NORWICH CITY 1, CARDIFF CITY 1: It is hard to imagine members of the audience slipping quietly out of the cinema before the final tragic scene in Titanic, or theatregoers heading for the doors when they are five minutes away from discovering the clever twist in the last act of Witness for the Prosecution.

Yet even with the game on a knife-edge at Carrow Road there are those who frequently take their leave well before the fourth official has held aloft the board indicating how much additional time will be played.

The early birds were punished once again on Saturday when Russell Martin struck in the last of the 90 minutes to rescue a well-deserved point for Norwich City from their Championship promotion battle with Cardiff City.

After the late drama in this season’s home games against Swansea, Burnley and Sheffield United – and, less happily, in the defeats by Hull and Portsmouth – one would think the paying customers would be reluctant to vacate their seats early unless it is completely unavoidable, a case of catching the last train home or a sudden dash to the maternity ward.

Manager Paul Lambert, understandably, is too engrossed in the game to notice the shuffling of feet towards the exits.

“I don’t think anybody ever leaves here before the game is finished so that’s testament to the lads,” he said after his players had delivered another of their grand finales.

If only that were true. But perhaps those already outside the stadium were still there in spirit when they heard the roar that greeted full-back Martin’s fourth goal of the season.

A draw was the very least the Canaries deserved as a team showing four changes from the FA Cup defeat by Leyton Orient recovered from a hesitant first 15 minutes against Dave Jones’ men to dominate the remainder of another cracking contest.

It did not quite match the quality of the New Year’s Day encounter with leaders Queens Park Rangers, but it was not far short. It was edge-of-the-seat entertainment – and the match-winner against Rangers delivered the crucial goal that kept City level on points with the Bluebirds and extended an impressive run that has brought just one defeat in 12 league games since their 3-1 reverse in South Wales at the end of October.

True, Cardiff, who had been beaten in their previous four away matches, showed no sign of travel sickness and began as if they were about to inflict the first double of Lambert’s reign over the Canaries, quite possibly by a comfortable margin.

Peter Whittingham had already brought goalkeeper John Ruddy into action with a crisp volley, after being teed up by Michael Chopra, when debutant Jon Parkin fired the visitors into a seventh-minute lead.

The burly, bearded Parkin, looking not unlike Desperate Dan, got above Zak Whitbread to flick on goalkeeper Tom Heaton’s long kick forward and when Chopra chested the ball into his path, he struck a superb, swerving half-volley past Ruddy from the edge of the area.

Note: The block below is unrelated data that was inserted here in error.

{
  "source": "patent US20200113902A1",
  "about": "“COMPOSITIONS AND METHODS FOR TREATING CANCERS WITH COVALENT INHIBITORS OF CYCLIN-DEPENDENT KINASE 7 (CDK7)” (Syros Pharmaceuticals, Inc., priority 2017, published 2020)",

Parkin shot wide with another effort before the Canaries began to rally, and David Fox went close to equalising in the 15th minute when he struck the bar with a swerving effort from a square pass by Chris Martin.

Andrew Crofts forced Heaton into his first real save with a header from Wes Hoolahan’s cross, and then, in the 20th minute, the hosts had loud appeals for a penalty turned down when Holt went for a return pass from Chris Martin and defender Paul Quinn clipped his right ankle. Referee Keith Stroud waved it away and Hoolahan’s follow-up shot was straight at Heaton.

Ex-Canary Craig Bellamy was well policed by the home rearguard for most of the afternoon, though he had one chance to make it 2-0 when a solid challenge by Chopra on Fox sent him away. But after swapping passes with Whittingham, Bellamy’s low shot lacked the power to beat Ruddy.

Holt’s unhappy opening half continued when he had a goal disallowed for offside on the half-hour, tucking away a rebound after Heaton had saved Chris Martin’s powerful shot before the assistant referee’s flag cut short the celebrations.

The Canaries began the second period on top with Russell Martin heading just wide from Adam Drury’s cross, then Hoolahan and Crofts both having shots blocked by the huge frame of Mark Hudson.

Cardiff were still dangerous on the counter-attack and after Parkin curled one shot wide, they might have stretched their lead in the 63rd minute. Bellamy threaded the perfect pass through to Chopra, but Ruddy saved the day by getting down to smother the striker’s effort.

The rest was a fairly relentless mixture of goalmouth action and frayed tempers, with Hoolahan at the centre of things for City.

Holt swivelled to fire just wide from Hoolahan’s pass, substitute Aaron Wilbraham brought Heaton into action again with a close-range effort and Wilbraham was narrowly off target after Hoolahan and Drury combined well.

Cardiff skipper Bellamy, already booked for dissent and slowly transforming into Mr Hyde, let his frustration get the better of him when he shoved Drury on to the perimeter track to earn the derision of a home crowd who had politely applauded his name before kick-off.

But that same crowd were out of their seats in the final minute when two of City’s substitutes combined to set up the equaliser.

Simon Lappin took Hoolahan’s pass and his cross from the left was helped on by Wilbraham’s miscued shot, which drifted beyond the far post, where right-back Martin clipped it into the roof of the net. A top snooker player would have been proud to pot the ball from such a tight angle.